It seems that everywhere you look nowadays, you see zombies. No, not silently creeping up behind you at work while you’re filing that TPS report. Not ready to leap on top of you and eat your face as soon as you open your front door. But with shows like The Walking Dead, movies like Warm Bodies and video games like The Last of Us, zombies have become a big part of our culture. So how do filmmakers keep making films about the living dead without being stale? Well, in the case of World War Z, it takes one of the most popular zombie authors on the planet and the ability to overcome a few setbacks.

Author Max Brooks – son of comedian Mel Brooks and actress Anne Bancroft – made a name for himself during the initial wave of zombie-mania with his witty and insightful book, The Zombie Survival Guide. He followed up the faux manual in 2006 with World War Z: An Oral History of the Zombie War, which presented various accounts of a fictional war with zombies collected into an anthology. Both books were praised for their humor and inventiveness, prompting interest from film production companies. In the end, Brad Pitt’s Plan B Productions paid a pretty penny to beat out Leonardo DiCaprio’s company, Appian Way.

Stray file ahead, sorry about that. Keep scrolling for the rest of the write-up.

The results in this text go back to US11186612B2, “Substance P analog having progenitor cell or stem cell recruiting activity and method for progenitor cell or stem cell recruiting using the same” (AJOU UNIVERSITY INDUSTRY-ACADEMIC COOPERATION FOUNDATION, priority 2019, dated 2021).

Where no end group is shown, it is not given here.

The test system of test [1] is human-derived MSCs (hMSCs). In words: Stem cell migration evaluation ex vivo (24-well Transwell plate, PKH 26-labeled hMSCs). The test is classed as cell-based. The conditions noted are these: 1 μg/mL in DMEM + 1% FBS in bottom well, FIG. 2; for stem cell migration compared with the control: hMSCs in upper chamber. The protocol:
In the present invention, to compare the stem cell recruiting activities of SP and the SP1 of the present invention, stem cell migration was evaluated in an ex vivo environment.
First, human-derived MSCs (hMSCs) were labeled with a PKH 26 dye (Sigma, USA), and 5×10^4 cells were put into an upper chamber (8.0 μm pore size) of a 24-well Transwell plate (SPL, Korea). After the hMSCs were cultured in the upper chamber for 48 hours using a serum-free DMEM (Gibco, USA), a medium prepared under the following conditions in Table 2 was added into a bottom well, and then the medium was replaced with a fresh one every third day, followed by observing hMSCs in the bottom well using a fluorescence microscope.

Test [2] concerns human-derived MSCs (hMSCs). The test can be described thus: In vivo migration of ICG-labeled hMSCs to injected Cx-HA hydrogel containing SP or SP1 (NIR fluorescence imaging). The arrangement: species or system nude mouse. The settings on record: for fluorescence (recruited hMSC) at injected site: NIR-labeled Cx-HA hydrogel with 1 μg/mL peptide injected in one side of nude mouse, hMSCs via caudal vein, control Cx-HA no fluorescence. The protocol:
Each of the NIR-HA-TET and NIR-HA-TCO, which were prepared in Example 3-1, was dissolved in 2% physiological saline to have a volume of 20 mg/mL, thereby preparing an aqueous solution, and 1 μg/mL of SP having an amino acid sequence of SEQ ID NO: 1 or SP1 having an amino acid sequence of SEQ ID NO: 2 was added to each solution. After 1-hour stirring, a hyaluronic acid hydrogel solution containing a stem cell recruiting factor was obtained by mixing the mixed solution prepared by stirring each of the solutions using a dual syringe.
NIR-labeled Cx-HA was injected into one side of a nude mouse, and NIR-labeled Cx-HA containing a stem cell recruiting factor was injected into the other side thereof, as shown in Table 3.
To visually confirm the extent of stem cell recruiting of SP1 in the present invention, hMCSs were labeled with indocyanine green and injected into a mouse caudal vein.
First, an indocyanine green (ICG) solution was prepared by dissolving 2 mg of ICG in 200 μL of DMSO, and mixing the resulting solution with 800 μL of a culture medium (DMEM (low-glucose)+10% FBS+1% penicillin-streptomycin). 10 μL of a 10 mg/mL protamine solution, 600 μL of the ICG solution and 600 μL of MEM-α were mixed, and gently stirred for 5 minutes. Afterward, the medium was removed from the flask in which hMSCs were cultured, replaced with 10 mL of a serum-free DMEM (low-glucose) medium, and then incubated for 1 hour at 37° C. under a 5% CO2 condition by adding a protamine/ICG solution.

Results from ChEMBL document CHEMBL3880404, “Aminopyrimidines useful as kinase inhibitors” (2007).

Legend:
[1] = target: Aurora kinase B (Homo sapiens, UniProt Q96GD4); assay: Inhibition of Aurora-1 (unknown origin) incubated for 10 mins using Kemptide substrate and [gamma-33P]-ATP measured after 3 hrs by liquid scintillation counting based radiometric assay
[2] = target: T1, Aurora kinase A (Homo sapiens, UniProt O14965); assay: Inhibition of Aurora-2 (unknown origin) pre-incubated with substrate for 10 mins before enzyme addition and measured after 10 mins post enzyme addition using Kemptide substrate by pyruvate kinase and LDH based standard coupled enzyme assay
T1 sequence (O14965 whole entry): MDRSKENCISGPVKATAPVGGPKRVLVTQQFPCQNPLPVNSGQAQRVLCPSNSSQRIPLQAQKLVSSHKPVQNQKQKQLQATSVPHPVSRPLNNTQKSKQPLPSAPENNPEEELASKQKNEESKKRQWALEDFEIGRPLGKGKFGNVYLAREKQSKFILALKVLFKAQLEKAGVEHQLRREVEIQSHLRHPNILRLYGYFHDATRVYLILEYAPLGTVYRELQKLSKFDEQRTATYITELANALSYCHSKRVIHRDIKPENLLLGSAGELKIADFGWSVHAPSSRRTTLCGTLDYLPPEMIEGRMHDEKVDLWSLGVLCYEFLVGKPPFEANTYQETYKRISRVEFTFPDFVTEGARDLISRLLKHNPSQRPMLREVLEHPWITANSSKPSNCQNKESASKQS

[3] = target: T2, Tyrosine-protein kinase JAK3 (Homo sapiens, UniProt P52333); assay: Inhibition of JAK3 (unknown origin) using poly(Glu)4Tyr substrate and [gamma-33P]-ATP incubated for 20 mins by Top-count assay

This is where production problems began. A script was fully written, then completely scrapped and re-written. Paramount threatened to back out if another financier didn’t step up. Actors and actresses committed to the film and then backed out. There was even a customs incident where fake firearms to be used for filming weren’t declared when brought into Hungary (and turned out not to be fake). Oh, and after the film was completed, they brought in Damon Lindelof (Prometheus, Star Trek Into Darkness) and Drew Goddard to completely rework the last third of the film. All in all, the reshoots alone cost $200 million and pushed the release date from December 2012 to June 2013.

If the response from critics is any indication, the extra work was worth it. Although it isn’t presented in the “eye-witness account” format as in the book, it does retain the expansive global feel that made the book so popular. You aren’t trapped in a house or shopping mall watching TV; you get to witness the pandemic as if it were a real international incident being dealt with by multiple governments. The zombie apocalypse wouldn’t happen the same way around the world, and audiences will get to see a few stunning scenarios of how it might go down. Brook’s extensive research adds incredible realism to the film, and the addition of the “zombie waves” seen in the trailer will blow audiences out of their seats.

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